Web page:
none
The EXECUTE permission was denied on the object 'sp_send_dbmail', database 'msdb', schema 'dbo'.

    Question

  • When a user logs into our domain, a script is executed which records the asset details which they are logging into.

    The user inserts a record into a table, which fires a trigger. The trigger executes different things depending on the configuration of the workstation. At the moment with support on Windows XP SP2 coming to an end, we are capturing the users which have SP2 installed. When a user who has SP2 enters a record into the assets table, the trigger logs a job with our IT Helpdesk. The execution of this SP triggers another trigger which is supposed to email the user back with their ticket information.

    Normally, a user logs a job via the intranet, and the execution is handled under a SQL account via an ASP.NET page. However, in this case, the user is trying to log a job under their own security context. I have given the DOMAIN\DOMAIN USERS group execute permissions on this stored procedure, so they can now log their jobs under their NT AUTHENTICATION. However they encounter the execute error on sp_send_dbmail as the title of the thread suggests.

    My question is:
    Is it wise to grant DOMAIN\DOMAIN USERS access to sp_send_dbmail so that in this case the trigger can send the email back to them, or is this bad practice?

    I wondered if i could execute the stored procedure to log the IT Job under another user which has adequate permissions, but i presume the user would need permissions to impersonate this user in any case.

    Thanks in advance,

    Dan.

    Edit: I should probably add that the Asset and Helpdesk aspects of this question are two seperate databases on the same server.

    • Edited by Danny Thompson Tuesday, June 08, 2010 9:36 AM additional information
    Tuesday, June 08, 2010 9:32 AM

Answers

  • Is it wise to grant DOMAIN\DOMAIN USERS access to sp_send_dbmail so that in this case the trigger can send the email back to them, or is this bad practice?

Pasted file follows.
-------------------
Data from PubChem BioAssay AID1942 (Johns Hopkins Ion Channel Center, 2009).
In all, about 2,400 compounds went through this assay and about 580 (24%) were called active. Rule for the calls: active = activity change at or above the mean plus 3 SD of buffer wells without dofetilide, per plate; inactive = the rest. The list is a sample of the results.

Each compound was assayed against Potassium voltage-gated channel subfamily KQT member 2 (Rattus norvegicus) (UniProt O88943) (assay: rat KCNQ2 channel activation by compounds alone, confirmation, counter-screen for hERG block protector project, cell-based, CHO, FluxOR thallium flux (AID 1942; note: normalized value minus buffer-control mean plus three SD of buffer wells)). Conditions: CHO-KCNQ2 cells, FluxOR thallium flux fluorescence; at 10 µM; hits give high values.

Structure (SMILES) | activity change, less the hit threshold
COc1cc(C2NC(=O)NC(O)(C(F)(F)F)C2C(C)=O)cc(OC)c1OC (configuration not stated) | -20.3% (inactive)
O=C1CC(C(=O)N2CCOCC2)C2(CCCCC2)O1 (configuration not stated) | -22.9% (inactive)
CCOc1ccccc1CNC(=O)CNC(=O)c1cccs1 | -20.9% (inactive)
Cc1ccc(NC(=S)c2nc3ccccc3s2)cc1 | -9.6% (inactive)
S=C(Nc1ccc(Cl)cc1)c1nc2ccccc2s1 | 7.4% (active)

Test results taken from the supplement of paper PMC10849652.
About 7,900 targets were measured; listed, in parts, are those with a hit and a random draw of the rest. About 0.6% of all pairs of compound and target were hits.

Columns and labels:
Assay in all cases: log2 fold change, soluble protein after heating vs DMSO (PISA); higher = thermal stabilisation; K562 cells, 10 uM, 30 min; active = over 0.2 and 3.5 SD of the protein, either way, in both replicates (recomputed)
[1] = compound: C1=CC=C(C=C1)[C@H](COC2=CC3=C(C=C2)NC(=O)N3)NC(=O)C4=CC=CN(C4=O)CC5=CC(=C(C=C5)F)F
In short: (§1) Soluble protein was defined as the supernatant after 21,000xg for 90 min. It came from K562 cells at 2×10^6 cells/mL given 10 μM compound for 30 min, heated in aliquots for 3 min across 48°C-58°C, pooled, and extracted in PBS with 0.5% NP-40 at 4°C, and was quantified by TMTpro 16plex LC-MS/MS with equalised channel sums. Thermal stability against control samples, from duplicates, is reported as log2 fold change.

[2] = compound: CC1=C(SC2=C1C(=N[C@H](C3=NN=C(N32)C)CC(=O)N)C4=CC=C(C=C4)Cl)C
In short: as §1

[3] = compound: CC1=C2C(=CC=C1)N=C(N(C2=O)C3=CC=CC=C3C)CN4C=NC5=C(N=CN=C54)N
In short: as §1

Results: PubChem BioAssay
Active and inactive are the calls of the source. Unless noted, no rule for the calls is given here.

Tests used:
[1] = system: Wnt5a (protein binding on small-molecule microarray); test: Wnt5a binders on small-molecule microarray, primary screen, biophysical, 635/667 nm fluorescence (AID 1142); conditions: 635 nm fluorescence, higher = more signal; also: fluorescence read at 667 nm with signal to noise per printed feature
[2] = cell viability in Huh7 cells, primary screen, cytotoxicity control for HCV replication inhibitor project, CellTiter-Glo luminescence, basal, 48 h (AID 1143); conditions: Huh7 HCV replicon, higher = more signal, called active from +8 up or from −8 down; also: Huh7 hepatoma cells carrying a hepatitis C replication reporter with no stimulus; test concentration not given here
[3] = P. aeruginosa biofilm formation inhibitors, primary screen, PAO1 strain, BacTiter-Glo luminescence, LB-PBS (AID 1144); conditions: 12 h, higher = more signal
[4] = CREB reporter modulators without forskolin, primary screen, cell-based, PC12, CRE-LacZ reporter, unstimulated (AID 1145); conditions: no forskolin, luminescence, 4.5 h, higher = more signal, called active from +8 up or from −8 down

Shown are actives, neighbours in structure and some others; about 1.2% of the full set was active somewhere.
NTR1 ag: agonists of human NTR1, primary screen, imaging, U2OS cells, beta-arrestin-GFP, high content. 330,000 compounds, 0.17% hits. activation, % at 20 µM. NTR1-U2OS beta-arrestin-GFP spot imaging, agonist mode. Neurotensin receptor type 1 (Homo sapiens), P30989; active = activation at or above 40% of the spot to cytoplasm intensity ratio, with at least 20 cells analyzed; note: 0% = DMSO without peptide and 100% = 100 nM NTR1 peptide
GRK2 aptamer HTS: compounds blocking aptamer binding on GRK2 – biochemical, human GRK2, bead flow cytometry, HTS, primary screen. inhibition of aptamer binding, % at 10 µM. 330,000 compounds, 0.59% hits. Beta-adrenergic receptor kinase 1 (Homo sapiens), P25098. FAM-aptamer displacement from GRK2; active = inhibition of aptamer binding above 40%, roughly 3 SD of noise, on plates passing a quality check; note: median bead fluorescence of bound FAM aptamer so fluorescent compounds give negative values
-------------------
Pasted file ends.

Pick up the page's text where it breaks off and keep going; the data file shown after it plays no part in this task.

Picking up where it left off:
I wondered if i could execute the stored procedure to log the IT Job under another user which has adequate permissions, but i presume the user would need permissions to impersonate this user in any case.


    You can add the domain group to the msdb role as Uri suggested if you don't mind granting all domain users permissions to execute sp_send_dbmail. But if you want prevent users from sending ad-hoc mail yet allow mail to be sent from your trigger code, you have a couple of options.

    One method is to enable cross-database ownership chaining ('db chaining' database option) in your user database.  Users will then not need permissions on indirectly referenced objects (like sp_send_dbmail in your trigger) as long the databases and objects involved have the same owner.  In your case, this means the database must be owned by 'sa' and the objects/schema owned by 'dbo'.  But be aware of the security implications.  You should enable 'db chaining' in an sa-owned database only when dbo-owned object creation is restricted to sysadmin role members.

     


    Dan Guzman, SQL Server MVP, http://weblogs.sqlteam.com/dang/
    • Marked as answer by Danny Thompson Wednesday, June 09, 2010 10:46 AM
    Tuesday, June 08, 2010 12:28 PM
  • The msdb system database is owned by 'sa' so your user database will also need to be owned by 'sa' for the ownership chain to remain unbroken.  You don't need to use the 'sa' login for purposes other than authorization.  Below is a sample script need to implement this.